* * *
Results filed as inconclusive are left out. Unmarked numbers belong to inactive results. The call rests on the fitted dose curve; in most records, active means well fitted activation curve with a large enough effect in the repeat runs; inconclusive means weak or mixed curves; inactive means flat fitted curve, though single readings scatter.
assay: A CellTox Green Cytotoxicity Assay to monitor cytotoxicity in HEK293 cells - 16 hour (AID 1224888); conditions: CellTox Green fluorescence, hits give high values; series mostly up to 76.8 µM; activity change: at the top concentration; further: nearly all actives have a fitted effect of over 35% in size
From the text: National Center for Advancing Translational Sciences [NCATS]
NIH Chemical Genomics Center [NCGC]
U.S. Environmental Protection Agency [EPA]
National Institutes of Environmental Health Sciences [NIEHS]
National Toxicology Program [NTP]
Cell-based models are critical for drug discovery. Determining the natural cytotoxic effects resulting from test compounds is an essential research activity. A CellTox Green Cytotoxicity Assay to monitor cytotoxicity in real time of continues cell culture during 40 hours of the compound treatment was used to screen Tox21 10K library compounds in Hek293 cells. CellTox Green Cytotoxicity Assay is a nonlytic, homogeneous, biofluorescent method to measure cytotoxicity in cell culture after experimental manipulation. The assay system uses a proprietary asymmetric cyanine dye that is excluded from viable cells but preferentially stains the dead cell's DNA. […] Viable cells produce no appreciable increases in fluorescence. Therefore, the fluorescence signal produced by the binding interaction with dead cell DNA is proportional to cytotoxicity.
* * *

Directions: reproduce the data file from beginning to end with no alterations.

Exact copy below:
Results filed as inconclusive are left out. Unmarked numbers belong to inactive results. The call rests on the fitted dose curve; in most records, active means well fitted activation curve with a large enough effect in the repeat runs; inconclusive means weak or mixed curves; inactive means flat fitted curve, though single readings scatter.
assay: A CellTox Green Cytotoxicity Assay to monitor cytotoxicity in HEK293 cells - 16 hour (AID 1224888); conditions: CellTox Green fluorescence, hits give high values; series mostly up to 76.8 µM; activity change: at the top concentration; further: nearly all actives have a fitted effect of over 35% in size
From the text: National Center for Advancing Translational Sciences [NCATS]
NIH Chemical Genomics Center [NCGC]
U.S. Environmental Protection Agency [EPA]
National Institutes of Environmental Health Sciences [NIEHS]
National Toxicology Program [NTP]
Cell-based models are critical for drug discovery. Determining the natural cytotoxic effects resulting from test compounds is an essential research activity. A CellTox Green Cytotoxicity Assay to monitor cytotoxicity in real time of continues cell culture during 40 hours of the compound treatment was used to screen Tox21 10K library compounds in Hek293 cells. CellTox Green Cytotoxicity Assay is a nonlytic, homogeneous, biofluorescent method to measure cytotoxicity in cell culture after experimental manipulation. The assay system uses a proprietary asymmetric cyanine dye that is excluded from viable cells but preferentially stains the dead cell's DNA. […] Viable cells produce no appreciable increases in fluorescence. Therefore, the fluorescence signal produced by the binding interaction with dead cell DNA is proportional to cytotoxicity.